San Juan County paid nearly $500K to Louisiana law firm to lobby for Bears Ears reductions
Two months before President Barack Obama designated Bears Ears National Monument in late 2016, San Juan County hired a New Orleans-based law firm to fight against the designation and later to lobby for the monument’s reduction.
The southeastern Utah county paid $485,600 to Davillier Law Group in 2016 and 2017 to research past monument reductions and to prepare packets of information that were sent to then-Interior Secretary Ryan Zinke and Energy Secretary Rick Perry, according to itemized billings obtained by The Salt Lake Tribune.
That’s no small sum, especially for a county that’s the poorest in the state, with a per capita income of $17,500. San Juan spent more than $2 million on outside legal counsel from 2016 to 2018 as it was mired in at least six lawsuits, the costs of which continue to strain the county budget.
Davillier appears to have stopped charging for Bears Ears lobbying in April 2017, but the county continued to pay the firm for services related to a lawsuit over an ATV trail in Indian Creek and an RS2477 right-of-way claim in Recapture Canyon through June 2018. From 2016 to 2018, the county paid the firm a total of $561,000.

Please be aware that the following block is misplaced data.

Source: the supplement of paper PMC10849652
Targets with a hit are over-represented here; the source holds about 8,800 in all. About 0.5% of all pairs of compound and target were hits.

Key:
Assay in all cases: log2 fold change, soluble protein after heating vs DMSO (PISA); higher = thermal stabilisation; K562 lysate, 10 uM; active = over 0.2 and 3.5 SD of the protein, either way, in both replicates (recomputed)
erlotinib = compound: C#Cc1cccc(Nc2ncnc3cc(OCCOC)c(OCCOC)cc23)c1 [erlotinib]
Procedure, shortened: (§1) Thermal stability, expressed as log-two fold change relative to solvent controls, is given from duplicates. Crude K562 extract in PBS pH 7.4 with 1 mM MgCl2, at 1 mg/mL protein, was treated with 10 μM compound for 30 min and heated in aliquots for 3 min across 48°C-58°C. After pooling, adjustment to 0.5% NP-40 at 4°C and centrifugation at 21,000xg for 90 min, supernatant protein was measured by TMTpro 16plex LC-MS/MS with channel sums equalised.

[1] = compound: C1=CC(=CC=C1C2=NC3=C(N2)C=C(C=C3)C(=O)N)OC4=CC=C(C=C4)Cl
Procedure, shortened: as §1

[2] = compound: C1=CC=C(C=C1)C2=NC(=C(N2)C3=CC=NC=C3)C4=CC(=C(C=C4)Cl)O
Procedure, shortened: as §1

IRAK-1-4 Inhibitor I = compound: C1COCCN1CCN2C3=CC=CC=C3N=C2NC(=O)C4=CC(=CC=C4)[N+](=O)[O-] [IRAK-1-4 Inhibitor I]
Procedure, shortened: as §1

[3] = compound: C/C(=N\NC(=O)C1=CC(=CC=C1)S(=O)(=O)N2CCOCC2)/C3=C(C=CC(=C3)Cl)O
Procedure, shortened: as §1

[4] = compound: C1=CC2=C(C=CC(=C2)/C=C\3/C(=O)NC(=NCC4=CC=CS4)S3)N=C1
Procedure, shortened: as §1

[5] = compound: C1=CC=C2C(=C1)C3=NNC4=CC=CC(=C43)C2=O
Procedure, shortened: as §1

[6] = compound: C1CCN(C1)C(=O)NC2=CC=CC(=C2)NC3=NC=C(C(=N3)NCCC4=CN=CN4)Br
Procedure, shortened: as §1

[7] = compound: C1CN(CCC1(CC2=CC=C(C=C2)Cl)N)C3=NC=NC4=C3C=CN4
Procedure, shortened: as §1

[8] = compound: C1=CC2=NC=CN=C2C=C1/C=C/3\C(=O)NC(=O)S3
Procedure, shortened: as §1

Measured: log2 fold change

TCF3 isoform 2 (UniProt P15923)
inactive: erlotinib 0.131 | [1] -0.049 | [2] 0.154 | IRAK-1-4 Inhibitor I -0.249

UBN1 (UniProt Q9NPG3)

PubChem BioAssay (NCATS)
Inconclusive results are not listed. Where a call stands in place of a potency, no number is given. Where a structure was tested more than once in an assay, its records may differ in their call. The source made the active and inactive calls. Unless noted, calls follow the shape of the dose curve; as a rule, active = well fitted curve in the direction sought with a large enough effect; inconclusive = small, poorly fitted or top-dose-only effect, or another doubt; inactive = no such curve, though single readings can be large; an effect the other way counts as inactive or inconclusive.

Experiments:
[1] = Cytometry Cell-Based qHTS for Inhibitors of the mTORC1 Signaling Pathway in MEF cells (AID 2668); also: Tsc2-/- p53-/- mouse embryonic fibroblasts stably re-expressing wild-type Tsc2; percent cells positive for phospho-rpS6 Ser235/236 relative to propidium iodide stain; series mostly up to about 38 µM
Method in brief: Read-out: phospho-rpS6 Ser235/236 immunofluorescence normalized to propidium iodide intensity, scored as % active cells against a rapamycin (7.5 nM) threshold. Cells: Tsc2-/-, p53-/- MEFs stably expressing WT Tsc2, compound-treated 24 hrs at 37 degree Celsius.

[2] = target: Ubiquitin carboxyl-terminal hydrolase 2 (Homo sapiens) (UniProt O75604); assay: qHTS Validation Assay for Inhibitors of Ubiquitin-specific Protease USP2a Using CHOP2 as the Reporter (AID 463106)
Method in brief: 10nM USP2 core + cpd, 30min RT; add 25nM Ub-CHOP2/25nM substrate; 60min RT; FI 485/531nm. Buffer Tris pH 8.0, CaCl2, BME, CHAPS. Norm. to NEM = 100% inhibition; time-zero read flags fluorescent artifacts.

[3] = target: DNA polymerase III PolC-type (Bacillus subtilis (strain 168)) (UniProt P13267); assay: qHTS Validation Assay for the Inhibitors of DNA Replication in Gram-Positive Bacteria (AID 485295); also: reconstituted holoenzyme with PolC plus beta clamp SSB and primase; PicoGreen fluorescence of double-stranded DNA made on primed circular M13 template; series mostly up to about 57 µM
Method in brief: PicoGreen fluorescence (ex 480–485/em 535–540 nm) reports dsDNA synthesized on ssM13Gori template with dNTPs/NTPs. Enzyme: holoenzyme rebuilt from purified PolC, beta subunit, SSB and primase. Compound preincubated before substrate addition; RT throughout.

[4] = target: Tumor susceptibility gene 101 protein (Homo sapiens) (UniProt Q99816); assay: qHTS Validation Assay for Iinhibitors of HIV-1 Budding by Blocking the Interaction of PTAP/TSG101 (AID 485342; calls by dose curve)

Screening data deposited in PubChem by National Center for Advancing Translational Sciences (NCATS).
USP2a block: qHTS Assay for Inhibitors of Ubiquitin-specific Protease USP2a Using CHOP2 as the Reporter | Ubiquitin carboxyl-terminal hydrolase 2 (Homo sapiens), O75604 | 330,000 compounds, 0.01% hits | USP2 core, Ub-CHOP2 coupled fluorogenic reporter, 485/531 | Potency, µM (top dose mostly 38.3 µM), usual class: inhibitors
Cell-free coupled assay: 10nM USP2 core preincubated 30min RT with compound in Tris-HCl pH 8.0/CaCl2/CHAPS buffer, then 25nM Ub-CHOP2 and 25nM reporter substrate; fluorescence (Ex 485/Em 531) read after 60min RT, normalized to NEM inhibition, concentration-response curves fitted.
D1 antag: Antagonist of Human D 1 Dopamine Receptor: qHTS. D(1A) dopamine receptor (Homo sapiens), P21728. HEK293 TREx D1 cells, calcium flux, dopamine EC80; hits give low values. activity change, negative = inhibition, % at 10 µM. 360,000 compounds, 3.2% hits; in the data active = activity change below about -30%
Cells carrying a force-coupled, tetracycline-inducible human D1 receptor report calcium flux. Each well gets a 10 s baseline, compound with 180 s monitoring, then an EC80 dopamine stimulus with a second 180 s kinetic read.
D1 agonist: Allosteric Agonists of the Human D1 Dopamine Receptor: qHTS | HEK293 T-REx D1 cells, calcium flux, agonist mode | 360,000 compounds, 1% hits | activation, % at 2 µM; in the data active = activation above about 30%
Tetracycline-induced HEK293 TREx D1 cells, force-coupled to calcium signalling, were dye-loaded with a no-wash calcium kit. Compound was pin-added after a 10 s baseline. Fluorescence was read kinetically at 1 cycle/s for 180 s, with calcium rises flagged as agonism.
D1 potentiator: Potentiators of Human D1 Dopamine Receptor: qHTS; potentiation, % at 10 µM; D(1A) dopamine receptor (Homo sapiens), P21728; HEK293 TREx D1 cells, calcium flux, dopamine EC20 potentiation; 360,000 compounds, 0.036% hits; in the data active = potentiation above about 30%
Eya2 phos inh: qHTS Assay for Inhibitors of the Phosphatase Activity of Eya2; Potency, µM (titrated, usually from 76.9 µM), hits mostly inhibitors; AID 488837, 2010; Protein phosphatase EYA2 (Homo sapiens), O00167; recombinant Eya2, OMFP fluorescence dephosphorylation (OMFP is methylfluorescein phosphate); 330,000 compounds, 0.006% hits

Davillier came under fire in 2016 for its billings to the state when the law firm was investigating whether federal land could be transferred to Utah. Itemized bills showed spending on lavish meals, first-class flights, bar tabs and stays in Salt Lake City’s finest hotels.
Two itemized travel expenses were provided to San Juan County by Davillier in 2017. Each bill includes payment to a subcontractor named Industrial Security Alliance Partners Inc. (ISAP) for “professional services and travel expenses.”
In all the invoices, two travel expenses are itemized, $1,400 for a Delta Air Lines flight and $125 for a night in a Salt Lake City hotel.
It’s unclear what additional travel services were arranged by a ISAP, but Daniel Stevens, executive director of the Campaign for Accountability, said it’s possible Davillier was trying to hide travel costs by charging them to a subcontractor.
“I can’t think of reasons why a law firm would [pay a subcontractor to arrange travel] except to hide travel expenses,” Stevens said. “If you’re a law firm, you’re trying to justify expenses to your clients, so you [typically] list all your expenses to your clients of what you did and why you did it.”